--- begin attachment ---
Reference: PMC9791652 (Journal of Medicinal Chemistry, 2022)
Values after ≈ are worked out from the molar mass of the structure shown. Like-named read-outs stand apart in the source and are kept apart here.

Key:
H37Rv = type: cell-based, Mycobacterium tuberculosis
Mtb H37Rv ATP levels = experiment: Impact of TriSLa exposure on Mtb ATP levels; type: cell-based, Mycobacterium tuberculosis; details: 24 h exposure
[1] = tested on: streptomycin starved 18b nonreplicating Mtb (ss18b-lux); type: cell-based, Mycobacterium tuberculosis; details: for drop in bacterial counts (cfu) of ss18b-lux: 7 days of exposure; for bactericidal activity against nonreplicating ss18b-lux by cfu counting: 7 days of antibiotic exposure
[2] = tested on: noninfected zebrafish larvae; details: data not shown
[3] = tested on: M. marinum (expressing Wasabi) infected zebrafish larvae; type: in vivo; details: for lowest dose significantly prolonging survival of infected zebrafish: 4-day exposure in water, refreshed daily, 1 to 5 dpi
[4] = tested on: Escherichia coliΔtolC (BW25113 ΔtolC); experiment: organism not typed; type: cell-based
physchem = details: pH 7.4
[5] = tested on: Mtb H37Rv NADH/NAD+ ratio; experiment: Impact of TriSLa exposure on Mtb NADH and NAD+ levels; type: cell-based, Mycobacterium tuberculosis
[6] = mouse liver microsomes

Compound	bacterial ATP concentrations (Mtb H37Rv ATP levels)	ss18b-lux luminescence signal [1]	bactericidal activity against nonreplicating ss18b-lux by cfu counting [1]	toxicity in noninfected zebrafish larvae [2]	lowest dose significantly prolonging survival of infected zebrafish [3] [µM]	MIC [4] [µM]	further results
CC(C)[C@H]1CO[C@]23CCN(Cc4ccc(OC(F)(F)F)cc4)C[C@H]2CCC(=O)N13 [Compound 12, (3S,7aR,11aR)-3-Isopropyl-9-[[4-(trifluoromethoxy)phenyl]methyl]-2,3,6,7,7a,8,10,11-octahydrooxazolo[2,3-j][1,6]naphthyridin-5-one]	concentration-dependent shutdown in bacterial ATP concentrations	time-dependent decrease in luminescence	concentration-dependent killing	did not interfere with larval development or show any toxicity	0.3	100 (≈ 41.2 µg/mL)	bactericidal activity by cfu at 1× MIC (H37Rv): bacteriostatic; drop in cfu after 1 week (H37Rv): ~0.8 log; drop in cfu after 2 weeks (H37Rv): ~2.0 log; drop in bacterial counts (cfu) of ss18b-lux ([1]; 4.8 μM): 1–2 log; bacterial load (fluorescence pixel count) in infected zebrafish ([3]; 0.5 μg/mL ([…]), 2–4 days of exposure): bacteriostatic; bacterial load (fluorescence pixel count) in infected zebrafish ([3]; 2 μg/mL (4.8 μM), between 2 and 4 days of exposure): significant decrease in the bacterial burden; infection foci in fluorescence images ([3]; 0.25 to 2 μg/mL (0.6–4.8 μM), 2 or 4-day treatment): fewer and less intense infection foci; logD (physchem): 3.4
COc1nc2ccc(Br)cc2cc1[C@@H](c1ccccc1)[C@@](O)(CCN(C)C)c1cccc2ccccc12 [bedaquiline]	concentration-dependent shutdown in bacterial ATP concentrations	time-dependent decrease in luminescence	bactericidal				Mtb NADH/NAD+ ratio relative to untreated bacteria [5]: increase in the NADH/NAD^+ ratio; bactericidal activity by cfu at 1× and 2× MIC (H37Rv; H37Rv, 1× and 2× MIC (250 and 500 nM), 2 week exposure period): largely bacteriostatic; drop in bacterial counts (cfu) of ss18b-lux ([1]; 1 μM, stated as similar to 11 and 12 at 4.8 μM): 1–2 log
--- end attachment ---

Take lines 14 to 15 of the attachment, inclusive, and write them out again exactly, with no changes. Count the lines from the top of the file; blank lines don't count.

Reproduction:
CC(C)[C@H]1CO[C@]23CCN(Cc4ccc(OC(F)(F)F)cc4)C[C@H]2CCC(=O)N13 [Compound 12, (3S,7aR,11aR)-3-Isopropyl-9-[[4-(trifluoromethoxy)phenyl]methyl]-2,3,6,7,7a,8,10,11-octahydrooxazolo[2,3-j][1,6]naphthyridin-5-one]	concentration-dependent shutdown in bacterial ATP concentrations	time-dependent decrease in luminescence	concentration-dependent killing	did not interfere with larval development or show any toxicity	0.3	100 (≈ 41.2 µg/mL)	bactericidal activity by cfu at 1× MIC (H37Rv): bacteriostatic; drop in cfu after 1 week (H37Rv): ~0.8 log; drop in cfu after 2 weeks (H37Rv): ~2.0 log; drop in bacterial counts (cfu) of ss18b-lux ([1]; 4.8 μM): 1–2 log; bacterial load (fluorescence pixel count) in infected zebrafish ([3]; 0.5 μg/mL ([…]), 2–4 days of exposure): bacteriostatic; bacterial load (fluorescence pixel count) in infected zebrafish ([3]; 2 μg/mL (4.8 μM), between 2 and 4 days of exposure): significant decrease in the bacterial burden; infection foci in fluorescence images ([3]; 0.25 to 2 μg/mL (0.6–4.8 μM), 2 or 4-day treatment): fewer and less intense infection foci; logD (physchem): 3.4
COc1nc2ccc(Br)cc2cc1[C@@H](c1ccccc1)[C@@](O)(CCN(C)C)c1cccc2ccccc12 [bedaquiline]	concentration-dependent shutdown in bacterial ATP concentrations	time-dependent decrease in luminescence	bactericidal				Mtb NADH/NAD+ ratio relative to untreated bacteria [5]: increase in the NADH/NAD^+ ratio; bactericidal activity by cfu at 1× and 2× MIC (H37Rv; H37Rv, 1× and 2× MIC (250 and 500 nM), 2 week exposure period): largely bacteriostatic; drop in bacterial counts (cfu) of ss18b-lux ([1]; 1 μM, stated as similar to 11 and 12 at 4.8 μM): 1–2 log